Shot in the spring of 2012 in Hawaii, “Starships” is definitely the best-case scenario for any “aliens invading Earth” story I’ve ever seen on tape. They don’t want to blow up the entire planet, they don’t want to abduct any humans and take them aboard for scientific research – in fact, “they” isn’t even a they. It’s one lone beach bunny, manifesting herself in the form of Minaj, who takes great pleasure in posing and prancing around on the warm beaches of Oahu, her green and yellow hair a stark contrast to the rich, darker tones of the blue water that surrounds her. While not the song that fans of her cypher queen persona necessarily love, this was one of the anthems that blared during a good “Girls Night” and, though I cannot judge from personal experience, it probably still does from time to time.
Nicki Minaj enjoys inserting the excesses of royalty into her lyrics from time to time and that tendency shows up in the music video for “No Frauds” as well. Whether she’s covered from head to toe in precious gems, as we see in the opening sequence where Nicki sits near one of London’s most famous landmarks, or hitting up the club dressed in a designer dress that’s guaranteed to turn heads, the rapper gives off the aura of someone who should be treated like a queen. Featuring appearances from Drake and Lil Wayne (who gets a chance to sit in the throne that Minaj occupies for most of the video) as well, “No Frauds” sees a star-studded cast descend on the U.K.’s biggest city, ready to take over and make sure that no one stands in their way.
“Super Bass” is the single that catapulted Nicki Minaj into the hip-hop and pop stratospheres and the video has similarly seismic effects on the industry as well. The infectious opening chords are matched up with a shot of Nicki’s eyes widening as some ice sculptures begin to melt in the presence of the man who has her heart beat pounding away. In a very Kanye moment, she also synchs up some of the qualities that she adores in her man to what we see appear on the screen: top-down convertible, stacks that he uses to great effects in the club and so on. It’s not particularly deep or carrying extra meaning to be sure, but anyone looking for where Minaj’s trendsetting career as a music video phenomenon began, here is that moment.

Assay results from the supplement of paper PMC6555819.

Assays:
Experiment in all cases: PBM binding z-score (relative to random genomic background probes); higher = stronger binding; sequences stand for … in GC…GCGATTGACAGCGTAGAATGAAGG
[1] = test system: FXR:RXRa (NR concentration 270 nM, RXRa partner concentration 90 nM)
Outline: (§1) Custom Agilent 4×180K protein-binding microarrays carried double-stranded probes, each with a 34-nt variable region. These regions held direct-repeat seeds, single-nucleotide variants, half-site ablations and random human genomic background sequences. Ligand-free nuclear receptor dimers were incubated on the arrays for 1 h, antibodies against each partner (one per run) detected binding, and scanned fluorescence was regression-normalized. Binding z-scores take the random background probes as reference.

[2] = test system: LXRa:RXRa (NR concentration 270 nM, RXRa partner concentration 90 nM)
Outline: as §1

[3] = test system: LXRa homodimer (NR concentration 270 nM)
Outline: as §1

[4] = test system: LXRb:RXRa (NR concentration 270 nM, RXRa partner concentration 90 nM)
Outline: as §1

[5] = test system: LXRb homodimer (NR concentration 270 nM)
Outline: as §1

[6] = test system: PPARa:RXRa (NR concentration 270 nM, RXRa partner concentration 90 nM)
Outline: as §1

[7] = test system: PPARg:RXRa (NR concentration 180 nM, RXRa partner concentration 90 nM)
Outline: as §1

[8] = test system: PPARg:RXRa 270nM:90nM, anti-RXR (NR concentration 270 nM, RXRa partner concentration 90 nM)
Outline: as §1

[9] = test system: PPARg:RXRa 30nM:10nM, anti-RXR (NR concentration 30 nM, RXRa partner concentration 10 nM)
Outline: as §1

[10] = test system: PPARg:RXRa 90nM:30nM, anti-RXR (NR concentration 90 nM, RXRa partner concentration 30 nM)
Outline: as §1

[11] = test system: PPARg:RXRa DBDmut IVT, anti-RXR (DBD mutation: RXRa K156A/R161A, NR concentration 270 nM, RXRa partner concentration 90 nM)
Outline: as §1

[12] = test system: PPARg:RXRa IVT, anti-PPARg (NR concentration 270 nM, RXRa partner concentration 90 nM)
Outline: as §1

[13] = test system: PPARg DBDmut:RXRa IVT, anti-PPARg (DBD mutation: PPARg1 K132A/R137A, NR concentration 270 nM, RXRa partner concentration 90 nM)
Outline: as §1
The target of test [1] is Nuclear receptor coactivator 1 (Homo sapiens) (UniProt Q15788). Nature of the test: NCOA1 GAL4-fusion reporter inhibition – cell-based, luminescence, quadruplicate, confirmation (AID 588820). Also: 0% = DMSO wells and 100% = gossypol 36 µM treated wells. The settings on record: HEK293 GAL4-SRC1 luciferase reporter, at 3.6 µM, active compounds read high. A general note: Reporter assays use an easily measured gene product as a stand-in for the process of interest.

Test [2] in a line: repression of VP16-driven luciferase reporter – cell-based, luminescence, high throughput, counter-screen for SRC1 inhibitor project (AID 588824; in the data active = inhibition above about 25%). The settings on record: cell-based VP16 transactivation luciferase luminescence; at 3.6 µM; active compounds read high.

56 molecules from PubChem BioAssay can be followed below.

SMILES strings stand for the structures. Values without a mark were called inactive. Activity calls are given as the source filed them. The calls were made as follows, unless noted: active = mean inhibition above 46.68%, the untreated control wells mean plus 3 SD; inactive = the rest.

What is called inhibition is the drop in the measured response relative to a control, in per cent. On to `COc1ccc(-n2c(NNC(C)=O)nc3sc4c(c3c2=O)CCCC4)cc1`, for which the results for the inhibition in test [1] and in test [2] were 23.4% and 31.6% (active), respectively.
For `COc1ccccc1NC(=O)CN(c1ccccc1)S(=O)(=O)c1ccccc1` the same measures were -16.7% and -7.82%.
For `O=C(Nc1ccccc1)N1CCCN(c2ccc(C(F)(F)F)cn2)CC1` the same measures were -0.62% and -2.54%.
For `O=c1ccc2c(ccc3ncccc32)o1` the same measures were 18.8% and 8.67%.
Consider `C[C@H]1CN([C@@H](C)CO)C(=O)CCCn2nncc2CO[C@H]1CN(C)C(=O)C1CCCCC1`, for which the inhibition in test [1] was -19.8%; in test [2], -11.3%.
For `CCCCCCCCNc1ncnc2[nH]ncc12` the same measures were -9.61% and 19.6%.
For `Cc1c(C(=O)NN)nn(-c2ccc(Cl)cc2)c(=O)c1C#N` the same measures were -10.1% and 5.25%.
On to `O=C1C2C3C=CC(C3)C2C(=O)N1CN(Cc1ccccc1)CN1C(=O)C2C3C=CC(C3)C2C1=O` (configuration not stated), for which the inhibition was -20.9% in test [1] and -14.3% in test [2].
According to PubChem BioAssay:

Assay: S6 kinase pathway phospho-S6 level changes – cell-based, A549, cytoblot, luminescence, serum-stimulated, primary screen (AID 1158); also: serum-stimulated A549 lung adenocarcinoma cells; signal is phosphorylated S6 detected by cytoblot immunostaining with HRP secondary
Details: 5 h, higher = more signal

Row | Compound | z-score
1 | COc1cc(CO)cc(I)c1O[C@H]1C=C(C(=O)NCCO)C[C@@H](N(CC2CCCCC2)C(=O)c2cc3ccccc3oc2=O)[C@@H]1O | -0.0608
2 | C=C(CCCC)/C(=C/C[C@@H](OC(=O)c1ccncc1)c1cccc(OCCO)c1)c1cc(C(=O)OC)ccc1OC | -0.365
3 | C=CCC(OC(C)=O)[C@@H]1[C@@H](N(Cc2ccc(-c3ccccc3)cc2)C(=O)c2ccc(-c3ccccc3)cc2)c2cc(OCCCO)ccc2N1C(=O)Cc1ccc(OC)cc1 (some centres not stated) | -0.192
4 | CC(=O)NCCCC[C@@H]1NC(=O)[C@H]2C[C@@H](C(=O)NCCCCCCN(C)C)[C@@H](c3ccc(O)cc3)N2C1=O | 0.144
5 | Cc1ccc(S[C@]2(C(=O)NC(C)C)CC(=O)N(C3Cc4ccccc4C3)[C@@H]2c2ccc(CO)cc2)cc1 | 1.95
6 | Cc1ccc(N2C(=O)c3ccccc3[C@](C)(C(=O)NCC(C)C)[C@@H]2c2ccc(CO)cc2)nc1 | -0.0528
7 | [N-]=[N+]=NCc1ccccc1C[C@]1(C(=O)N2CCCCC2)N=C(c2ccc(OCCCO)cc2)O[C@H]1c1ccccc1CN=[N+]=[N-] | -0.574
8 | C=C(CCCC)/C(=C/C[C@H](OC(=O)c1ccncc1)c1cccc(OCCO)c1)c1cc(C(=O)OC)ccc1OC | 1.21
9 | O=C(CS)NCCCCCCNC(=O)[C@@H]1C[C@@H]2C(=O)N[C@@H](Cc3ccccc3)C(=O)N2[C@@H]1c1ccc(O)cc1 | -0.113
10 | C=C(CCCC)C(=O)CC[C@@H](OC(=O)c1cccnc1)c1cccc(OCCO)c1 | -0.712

Set in a post-apocalyptic wasteland, Nicki Minaj seeks some aid from another one of hip-hop and R&B’s best, Rihanna, in her quest to make a totally awesome video. They succeed, and then some. The construction of the visuals is absolutely striking, borrowing some of the best elements from Blade Runner and Terminator: Judgement Day to make the remnants of their world feel tactile and lived-in. With a get-up that resembles that of a science-fiction queen, Minaj walks the deserted streets with Rihanna, searching for any signs of life. In fact, the lyrics speak about breaking out of the box that life tries to build around you, and with them being the only living souls in this desolate locale, it melds together well and creates no small amount of poignancy. It’s some of the best work Minaj has ever done.
“Regret In Your Tears”
The cream of the crop is a pretty easy choice for me, with one of Minaj’s most heartfelt songs bringing about some equally emotional visuals to go along with it. Opening like a Twilight-esque fantasy yet ending up like more of an adult drama about heartbreak, Nicki leads the charge in telling her man that no one is going to love him like her. The rising waters in the bedroom, coming presumably from the tears of her lover and not a leaky waterbed, help solidify this feeling of suffocation and restrictiveness that she feels in her relationship. Impressively staged and showcasing a number of improbably earnest moments from the normally glib rapper, “Regret In Your Tears” is the crowning achievement in Minaj’s music video career (so far).